We completed a tap of our Greene King securitisation vehicle in May 2016.

We expect the group to be able to access suitable financial facilities to meet the ongoing requirements of the business and our longer-term strategic objectives.

Liquidity and covenant risk relating to the group’s securitisation and other financing arrangements

No change

A breaching of any financial covenants applicable to the group would impact our ability to pay dividends or reinvest cash, and impact our reputation and ongoing creditworthiness.

Long-term strategy and yearly business plans are formulated to ensure that financial covenants can be met and monitored on a regular basis.

Working capital is carefully forecast, regularly reviewed by the finance teams and closely managed.

We expect to be able to meet our payment obligations and covenant levels under a range of cautious but plausible liquidity scenarios.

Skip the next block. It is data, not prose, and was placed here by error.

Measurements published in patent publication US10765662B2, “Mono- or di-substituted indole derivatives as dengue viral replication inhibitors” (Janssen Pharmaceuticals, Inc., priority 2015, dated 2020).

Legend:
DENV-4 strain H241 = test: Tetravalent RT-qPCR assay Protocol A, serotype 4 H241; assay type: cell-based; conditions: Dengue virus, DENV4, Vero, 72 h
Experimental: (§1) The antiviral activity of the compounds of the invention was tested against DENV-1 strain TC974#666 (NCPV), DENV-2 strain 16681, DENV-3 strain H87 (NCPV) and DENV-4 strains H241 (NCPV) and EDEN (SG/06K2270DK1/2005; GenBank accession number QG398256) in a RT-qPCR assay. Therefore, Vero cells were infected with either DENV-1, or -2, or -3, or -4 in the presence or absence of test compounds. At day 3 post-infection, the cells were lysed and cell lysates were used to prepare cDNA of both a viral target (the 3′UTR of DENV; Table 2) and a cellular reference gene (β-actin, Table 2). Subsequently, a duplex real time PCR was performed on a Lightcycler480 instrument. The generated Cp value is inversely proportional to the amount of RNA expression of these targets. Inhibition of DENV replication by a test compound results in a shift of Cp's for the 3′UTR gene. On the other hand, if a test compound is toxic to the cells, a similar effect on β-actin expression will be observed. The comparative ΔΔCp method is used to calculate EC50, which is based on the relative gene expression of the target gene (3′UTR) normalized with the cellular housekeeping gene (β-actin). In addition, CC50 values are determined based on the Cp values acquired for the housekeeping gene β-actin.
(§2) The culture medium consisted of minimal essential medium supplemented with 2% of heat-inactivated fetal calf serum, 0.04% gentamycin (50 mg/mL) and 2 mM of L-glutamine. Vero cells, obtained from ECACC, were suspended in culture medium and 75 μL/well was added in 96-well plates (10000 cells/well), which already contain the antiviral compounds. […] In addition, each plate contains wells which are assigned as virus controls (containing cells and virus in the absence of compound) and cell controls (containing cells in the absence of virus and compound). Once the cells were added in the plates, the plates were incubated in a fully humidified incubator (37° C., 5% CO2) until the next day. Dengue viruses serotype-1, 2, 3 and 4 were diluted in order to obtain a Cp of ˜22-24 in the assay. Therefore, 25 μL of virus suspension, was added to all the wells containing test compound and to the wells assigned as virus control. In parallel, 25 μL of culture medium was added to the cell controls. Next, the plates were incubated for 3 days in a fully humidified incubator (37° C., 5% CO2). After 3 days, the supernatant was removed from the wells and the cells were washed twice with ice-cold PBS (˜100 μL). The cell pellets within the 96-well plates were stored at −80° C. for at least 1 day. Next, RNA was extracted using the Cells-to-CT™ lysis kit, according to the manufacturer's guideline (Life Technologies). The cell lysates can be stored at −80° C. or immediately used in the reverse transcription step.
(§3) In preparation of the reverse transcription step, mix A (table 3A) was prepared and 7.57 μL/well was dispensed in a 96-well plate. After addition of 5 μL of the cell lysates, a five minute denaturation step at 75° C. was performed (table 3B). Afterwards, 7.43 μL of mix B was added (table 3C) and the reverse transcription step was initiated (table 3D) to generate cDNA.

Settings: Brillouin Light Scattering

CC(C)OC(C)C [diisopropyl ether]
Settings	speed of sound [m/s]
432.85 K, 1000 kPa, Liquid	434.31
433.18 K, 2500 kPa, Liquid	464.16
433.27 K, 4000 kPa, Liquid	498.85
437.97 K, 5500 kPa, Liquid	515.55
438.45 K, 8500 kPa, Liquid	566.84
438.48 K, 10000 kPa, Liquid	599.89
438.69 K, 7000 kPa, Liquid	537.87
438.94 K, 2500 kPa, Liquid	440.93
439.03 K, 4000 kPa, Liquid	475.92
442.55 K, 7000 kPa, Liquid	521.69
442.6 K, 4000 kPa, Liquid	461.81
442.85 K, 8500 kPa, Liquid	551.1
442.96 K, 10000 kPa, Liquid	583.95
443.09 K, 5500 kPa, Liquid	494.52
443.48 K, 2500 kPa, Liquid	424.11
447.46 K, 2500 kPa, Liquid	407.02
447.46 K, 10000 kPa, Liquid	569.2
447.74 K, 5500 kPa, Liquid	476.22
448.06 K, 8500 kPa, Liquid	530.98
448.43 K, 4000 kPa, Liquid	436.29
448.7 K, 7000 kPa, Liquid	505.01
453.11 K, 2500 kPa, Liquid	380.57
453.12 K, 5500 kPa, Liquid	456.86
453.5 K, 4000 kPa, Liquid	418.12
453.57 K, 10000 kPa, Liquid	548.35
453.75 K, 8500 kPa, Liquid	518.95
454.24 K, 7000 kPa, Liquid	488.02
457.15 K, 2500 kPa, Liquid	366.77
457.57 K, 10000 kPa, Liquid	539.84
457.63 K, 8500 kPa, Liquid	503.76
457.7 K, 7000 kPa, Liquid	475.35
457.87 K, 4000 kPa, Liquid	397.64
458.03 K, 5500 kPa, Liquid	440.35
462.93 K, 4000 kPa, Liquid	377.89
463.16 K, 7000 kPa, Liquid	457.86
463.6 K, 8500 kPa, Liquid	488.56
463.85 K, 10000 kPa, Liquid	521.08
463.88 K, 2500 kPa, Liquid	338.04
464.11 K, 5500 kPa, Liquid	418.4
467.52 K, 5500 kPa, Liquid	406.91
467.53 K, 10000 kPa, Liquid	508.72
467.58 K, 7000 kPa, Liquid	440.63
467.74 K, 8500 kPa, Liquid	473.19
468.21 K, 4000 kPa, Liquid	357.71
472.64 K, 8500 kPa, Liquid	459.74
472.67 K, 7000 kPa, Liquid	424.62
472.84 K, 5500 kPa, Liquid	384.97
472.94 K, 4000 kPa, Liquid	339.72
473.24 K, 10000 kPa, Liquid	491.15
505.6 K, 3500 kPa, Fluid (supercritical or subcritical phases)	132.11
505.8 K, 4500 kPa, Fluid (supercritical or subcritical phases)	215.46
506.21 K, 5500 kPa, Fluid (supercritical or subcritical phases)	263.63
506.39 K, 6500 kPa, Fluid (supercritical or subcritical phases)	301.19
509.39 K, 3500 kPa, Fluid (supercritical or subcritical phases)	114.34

Funding requirements of our defined benefit pension schemes, which are subject to the risk of changes in life expectancy, actual and expected price inflation and investment yields

Increased deficit being recognised on our balance sheet, and volatility of the deficit makes longer-term planning more difficult.

All the schemes are now closed to future accrual to reduce volatility.

There is regular monitoring of the schemes’ investments and dialogue with the trustees on an ongoing basis regarding funding requirements.

We expect to maintain funding levels for our pension schemes at manageable levels.